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Invaluable Benefits from Female Literacy

by Sharon Tan

Thoughts on International Women’s Day, 8 March 2022

Girls reading

According to UNESCO’s 2018 data (the latest readily available), the global literacy rate of all people 15 years and above is 86.3% (all males – 90.0%, all females – 82.7%). However, the disparity between the developed and less developed world is stark – with there being nearly 100% literacy in developed nations but well under 50% in some less-developed nations. And of the illiterate, about two-thirds are women.

What is literacy?

UNESCO defines literacy as the ability to identify, understand, interpret, create, communicate and compute, using printed and written materials associated with varying contexts.

Why does female illiteracy matter?

Of course, we know that literacy improves a society’s overall development by enabling people to get better jobs and increase their incomes. But there are other reasons why literacy in women, specifically, can have many positive impacts for themselves, their families and their societies. Here are a few:

  • improved self-esteem, better creative and critical thinking skills

  • better nutrition, fewer health problems and lower infant mortality

  • positive impacts on economic development at local and community levels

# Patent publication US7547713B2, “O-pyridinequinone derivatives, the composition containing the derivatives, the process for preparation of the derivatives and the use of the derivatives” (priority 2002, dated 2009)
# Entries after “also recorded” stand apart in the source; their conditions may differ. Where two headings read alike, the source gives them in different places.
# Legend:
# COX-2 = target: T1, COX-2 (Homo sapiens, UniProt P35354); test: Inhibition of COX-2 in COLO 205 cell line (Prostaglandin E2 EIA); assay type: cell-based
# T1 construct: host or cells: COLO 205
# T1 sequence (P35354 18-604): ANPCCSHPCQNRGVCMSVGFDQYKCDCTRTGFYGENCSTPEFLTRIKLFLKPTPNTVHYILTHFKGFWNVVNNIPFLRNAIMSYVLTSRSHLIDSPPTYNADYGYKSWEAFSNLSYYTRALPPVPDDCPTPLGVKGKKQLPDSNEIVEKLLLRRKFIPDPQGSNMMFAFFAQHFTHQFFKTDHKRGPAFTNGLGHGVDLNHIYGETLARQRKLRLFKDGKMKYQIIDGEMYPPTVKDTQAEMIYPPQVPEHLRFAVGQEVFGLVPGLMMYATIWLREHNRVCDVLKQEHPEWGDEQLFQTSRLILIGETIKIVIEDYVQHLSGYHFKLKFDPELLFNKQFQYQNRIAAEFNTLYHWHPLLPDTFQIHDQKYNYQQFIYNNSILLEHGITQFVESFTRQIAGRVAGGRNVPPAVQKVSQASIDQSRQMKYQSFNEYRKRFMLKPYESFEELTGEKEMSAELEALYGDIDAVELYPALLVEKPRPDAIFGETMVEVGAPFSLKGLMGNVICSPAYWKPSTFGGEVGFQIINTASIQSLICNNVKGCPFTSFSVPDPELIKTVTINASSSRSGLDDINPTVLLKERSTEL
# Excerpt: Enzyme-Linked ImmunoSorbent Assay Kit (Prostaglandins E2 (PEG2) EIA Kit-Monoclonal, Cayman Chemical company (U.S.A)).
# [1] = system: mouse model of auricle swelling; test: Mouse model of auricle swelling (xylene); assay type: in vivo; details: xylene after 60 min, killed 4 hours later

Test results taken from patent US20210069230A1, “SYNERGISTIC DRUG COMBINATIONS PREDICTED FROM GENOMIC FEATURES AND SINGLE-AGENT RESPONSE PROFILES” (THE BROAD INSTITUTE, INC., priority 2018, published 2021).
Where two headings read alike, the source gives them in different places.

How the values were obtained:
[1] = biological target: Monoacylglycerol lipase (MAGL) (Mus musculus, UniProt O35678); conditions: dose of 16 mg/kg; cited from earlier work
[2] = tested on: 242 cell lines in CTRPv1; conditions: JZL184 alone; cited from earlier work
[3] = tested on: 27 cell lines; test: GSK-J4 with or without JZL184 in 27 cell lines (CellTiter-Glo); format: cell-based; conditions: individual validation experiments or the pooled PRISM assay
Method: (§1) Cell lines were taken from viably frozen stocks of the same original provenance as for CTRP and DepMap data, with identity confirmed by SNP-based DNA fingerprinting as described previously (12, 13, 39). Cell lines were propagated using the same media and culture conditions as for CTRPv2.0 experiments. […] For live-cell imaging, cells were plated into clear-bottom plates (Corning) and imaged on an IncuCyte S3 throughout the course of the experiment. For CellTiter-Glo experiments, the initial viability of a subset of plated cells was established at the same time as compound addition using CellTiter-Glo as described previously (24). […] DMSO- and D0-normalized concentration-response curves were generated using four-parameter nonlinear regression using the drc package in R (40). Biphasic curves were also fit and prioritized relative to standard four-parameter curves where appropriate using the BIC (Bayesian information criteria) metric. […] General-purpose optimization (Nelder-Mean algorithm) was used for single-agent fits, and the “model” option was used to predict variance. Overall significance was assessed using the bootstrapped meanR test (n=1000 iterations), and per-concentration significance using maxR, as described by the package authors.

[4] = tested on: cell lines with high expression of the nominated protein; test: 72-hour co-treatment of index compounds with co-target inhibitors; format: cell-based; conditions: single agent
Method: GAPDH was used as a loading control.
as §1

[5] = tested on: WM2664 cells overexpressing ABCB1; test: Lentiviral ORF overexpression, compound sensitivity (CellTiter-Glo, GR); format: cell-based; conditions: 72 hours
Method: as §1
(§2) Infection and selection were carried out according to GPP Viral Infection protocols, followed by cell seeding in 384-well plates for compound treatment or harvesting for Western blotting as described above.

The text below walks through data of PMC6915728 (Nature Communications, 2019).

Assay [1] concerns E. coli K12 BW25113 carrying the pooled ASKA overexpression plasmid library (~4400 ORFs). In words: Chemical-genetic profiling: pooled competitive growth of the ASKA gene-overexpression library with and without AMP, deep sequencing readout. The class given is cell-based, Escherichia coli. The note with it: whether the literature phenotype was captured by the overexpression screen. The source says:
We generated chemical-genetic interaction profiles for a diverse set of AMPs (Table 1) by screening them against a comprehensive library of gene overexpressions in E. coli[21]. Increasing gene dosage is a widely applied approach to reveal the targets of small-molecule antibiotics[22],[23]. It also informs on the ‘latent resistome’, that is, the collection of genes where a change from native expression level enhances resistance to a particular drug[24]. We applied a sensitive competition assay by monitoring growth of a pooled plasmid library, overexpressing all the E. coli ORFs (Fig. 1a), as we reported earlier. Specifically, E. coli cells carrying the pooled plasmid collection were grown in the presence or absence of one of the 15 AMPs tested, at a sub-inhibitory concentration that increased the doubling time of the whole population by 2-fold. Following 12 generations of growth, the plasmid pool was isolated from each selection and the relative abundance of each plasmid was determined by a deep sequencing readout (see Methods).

• higher school attendance in their children, especially girls

International organisations such as UNESCO, the World Bank and many charities make it a priority to promote literacy in adults and children. Wycliffe and partner organisations also make literacy a key thrust, not only to enable all people to read the Word of God for themselves, but also for all the other benefits that literacy brings to individuals and their communities. While audio and video formats may deliver the text more quickly and easily, enabling people to read and study the Word for themselves brings even more benefits.

Several of the projects supported by Wycliffe Singapore have literacy components that aim to help ethnic minorities to read and write their own languages, which also helps them transfer those skills to reading and writing in their national/school language. If you would like to find out more about these projects and what they do, please contact us!

To read more about literacy:

1. Literacy has empowering effect on women, UN officials say, UN, 8 September 2010.

2. Girls’ and women’s literacy with a lifelong learning perspective: issues, trends and implications for the Sustainable Development Goals, by Louise Wetheridge, UNESCO, May 2016.


Link to previous articles on our website:

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